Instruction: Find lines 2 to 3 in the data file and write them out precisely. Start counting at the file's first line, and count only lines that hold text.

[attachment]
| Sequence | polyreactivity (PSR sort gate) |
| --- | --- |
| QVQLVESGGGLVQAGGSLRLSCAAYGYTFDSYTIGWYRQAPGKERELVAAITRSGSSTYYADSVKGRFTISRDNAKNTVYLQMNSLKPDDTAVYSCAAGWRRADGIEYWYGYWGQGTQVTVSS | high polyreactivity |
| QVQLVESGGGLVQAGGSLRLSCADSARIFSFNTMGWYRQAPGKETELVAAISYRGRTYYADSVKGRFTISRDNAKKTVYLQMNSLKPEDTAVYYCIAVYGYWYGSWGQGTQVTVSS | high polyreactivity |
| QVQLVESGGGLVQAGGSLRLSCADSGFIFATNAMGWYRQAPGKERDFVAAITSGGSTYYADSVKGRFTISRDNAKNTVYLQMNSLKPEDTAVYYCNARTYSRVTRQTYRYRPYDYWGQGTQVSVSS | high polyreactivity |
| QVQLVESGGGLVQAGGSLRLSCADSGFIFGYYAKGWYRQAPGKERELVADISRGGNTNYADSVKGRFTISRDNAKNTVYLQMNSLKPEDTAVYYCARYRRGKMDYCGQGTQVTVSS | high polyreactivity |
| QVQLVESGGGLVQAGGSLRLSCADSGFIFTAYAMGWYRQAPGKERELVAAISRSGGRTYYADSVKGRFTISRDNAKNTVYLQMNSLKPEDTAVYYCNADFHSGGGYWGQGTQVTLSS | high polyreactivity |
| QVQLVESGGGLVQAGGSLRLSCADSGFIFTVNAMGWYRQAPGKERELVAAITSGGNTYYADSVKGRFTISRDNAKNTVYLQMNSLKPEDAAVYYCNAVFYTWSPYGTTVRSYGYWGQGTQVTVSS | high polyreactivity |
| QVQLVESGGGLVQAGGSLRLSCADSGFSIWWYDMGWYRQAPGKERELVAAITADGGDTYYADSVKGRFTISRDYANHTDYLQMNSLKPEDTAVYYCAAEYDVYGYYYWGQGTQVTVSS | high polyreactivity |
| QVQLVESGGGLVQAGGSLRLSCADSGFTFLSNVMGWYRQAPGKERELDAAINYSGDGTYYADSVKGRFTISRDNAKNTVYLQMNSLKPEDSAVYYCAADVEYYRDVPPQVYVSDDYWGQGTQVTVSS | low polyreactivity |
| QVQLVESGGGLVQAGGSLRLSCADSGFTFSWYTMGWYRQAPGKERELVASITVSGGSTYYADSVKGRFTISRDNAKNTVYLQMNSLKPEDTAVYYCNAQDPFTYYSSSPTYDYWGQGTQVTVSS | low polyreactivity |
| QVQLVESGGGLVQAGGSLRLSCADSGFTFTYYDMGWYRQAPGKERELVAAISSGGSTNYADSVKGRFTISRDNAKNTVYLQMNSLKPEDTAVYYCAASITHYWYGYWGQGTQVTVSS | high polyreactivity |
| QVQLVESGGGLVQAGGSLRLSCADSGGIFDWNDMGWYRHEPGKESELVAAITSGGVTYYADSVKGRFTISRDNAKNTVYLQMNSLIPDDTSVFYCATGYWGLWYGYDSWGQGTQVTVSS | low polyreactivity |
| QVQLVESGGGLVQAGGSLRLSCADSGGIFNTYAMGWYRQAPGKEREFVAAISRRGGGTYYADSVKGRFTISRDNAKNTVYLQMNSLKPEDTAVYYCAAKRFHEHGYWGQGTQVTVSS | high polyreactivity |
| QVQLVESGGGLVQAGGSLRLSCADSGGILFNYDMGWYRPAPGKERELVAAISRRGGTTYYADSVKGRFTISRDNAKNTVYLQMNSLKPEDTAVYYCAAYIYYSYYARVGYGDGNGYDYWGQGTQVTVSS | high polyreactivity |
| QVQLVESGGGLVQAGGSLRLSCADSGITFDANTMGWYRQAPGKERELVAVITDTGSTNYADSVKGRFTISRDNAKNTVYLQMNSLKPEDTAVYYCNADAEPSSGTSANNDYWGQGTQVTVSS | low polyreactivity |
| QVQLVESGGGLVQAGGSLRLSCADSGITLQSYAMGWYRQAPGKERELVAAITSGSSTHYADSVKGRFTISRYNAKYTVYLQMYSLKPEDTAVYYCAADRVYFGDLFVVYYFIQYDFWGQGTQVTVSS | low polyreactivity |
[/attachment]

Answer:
| --- | --- |
| QVQLVESGGGLVQAGGSLRLSCAAYGYTFDSYTIGWYRQAPGKERELVAAITRSGSSTYYADSVKGRFTISRDNAKNTVYLQMNSLKPDDTAVYSCAAGWRRADGIEYWYGYWGQGTQVTVSS | high polyreactivity |